After a decade, New Orleans metal icons Eyehategod return
F. Scott Fitzgerald famously wrote that there are no second acts in American lives. The members of the New Orleans metal band Eyehategod would likely disagree. Even though their last album—Confederacy of Ruined Lives—was released a decade ago, they're on a hot streak in 2010.
The group recently completed a three-week European tour and played a triumphant set in Baltimore over Memorial Day weekend at the annual Maryland Deathfest. Now they're heading out on a headlining U.S. tour with Nachtmystium and Brutal Truth.
The band made its name with a trilogy of albums—1992's In the Name of Suffering, 1993's Take As Needed for Pain, and 1996's Dopesick—which combined the murky rage of Black Flag's My War with Paranoid–era Black Sabbath's heaviness, dragging thick layers of noise and feedback over it all like the Spanish moss of their native Louisiana. Singer Mike Williams' incomprehensible howling added a jittery, disturbing edge to the mix, and evocative song titles like "Kill Your Boss," "My Name Is God (I Hate You)," and "Hit a Girl" created impressions of unremitting hostility, poverty, and degradation, both physical and spiritual.
The band's reputation for offstage debauchery added to its mystique and affected performance. At one 1997 show in New York, Williams looked like he might topple over at any second, as his bandmates glared at him. These days, Williams smiles, jokes, and interacts with the audience. He's a surprisingly upbeat frontman.
"When we first started back in the late '80s, nobody moved onstage—we would just stand there," says Williams. "It was so slow, you couldn't move to it. But I've learned how to be more of a person that's gonna be out in front. You have to talk to the crowd and be, not like David Lee Roth or anything, but you're there for the people to watch."
But has the music become more disciplined over the years as a result of all that touring? Eyehategod's lurching, nihilistic roar, with each song introduced and closed out by shrieking feedback, was always the point, after all. When they cleaned up their sound (relatively speaking) on 2000's Confederacy of Ruined Lives, some fans bristled.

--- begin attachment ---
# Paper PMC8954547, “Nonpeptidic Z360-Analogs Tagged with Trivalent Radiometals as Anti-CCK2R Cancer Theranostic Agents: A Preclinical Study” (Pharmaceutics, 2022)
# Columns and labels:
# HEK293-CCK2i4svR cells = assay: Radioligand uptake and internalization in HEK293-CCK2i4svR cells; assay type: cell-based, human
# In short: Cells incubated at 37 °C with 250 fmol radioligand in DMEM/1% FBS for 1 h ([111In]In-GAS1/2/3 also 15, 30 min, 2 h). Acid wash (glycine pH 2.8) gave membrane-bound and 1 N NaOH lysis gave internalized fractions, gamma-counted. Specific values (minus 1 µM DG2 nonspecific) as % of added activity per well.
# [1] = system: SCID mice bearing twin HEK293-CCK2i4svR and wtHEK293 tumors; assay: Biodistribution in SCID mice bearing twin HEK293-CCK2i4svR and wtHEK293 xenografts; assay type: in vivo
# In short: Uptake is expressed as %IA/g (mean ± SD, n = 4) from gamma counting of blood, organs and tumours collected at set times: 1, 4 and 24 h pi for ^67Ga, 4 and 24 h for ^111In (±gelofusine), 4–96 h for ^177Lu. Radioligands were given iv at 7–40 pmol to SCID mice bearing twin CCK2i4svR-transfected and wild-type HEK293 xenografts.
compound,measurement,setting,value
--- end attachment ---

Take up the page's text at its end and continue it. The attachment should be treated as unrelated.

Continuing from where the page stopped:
Williams says they have nothing to worry about. "Definitely playing shows tightens you up, but with Eyehategod there's still always that sloppy, drunken way to it," he laughs. "We might get tighter musically, hitting notes at the same time, but we're still gonna be sloppy in that sense—the chaotic sense we've had."
The singer (who's also published a poetry book, Cancer As a Social Activity) says about a half-dozen new songs have been written, in instrumental form anyway. Now it's up to him to come up with lyrics. "It's just about having the time to sit down and put together a new album," he says.
Williams and the other members of Eyehategod have also been pretty busy with side projects. Everyone but guitarist Jimmy Bower is in Outlaw Order, whose debut CD, Dragging Down the Enforcer, was released in 2008, the same year Williams joined Down singer Phil Anselmo and Hank Williams III in the hardcore punk band Arson Anthem.
Part of this flurry of activity can be attributed to changes in the band's legal status. Both Williams and bassist Gary Mader are able to leave their home state, which wasn't the case for several years. Williams also quit heroin during a 90-day jail stint a few years ago. Fortunately, the lifestyle change hasn't affected him creatively.
"When I was strung out before, I used to think, What would happen?" recalls Williams. "Would I lack in the writing, would I have fewer ideas? But being clean, I still think the same way. I still have the same attitude. I still write the same style. It's all the same. I've found out that I am who I am—it wasn't the drugs talking."
Eyehategod's second act is, in a way, a return to their strengths. They recently hopped on the nostalgia train and performed In the Name of Suffering and Take As Needed for Pain in their entirety live. Williams says it's much more important to stay loyal to the fans who've stuck with them through the lean years than it is to try to win over potential new ones.
"If that happens, it happens, but we're not gonna write an album directed at those people," he says. "We're gonna write an album that is reflective of our old stuff and the way that we were thinking back when we did Take As Needed for Pain. "
That and maybe some hometown recognition. New Orleans' metal scene has never received the critical love its jazz and hip-hop stars have earned. It's extremely unlikely that a character based on Williams or his Eyehategod bandmates or the members of Crowbar, Soilent Green, or Down will show up in an episode of HBO's New Orleans-set Treme.
But there's been some recent thawing, says Williams. "They have these Big Easy music awards, and this year Eyehategod got nominated along with Down," he says with some surprise and quite a bit of pride. "It was in the metal category, but it was cool that they're kinda starting to notice it, [even if] it's taken twentysomething years to get recognized in your own city."
[From the Cleveland Scene.]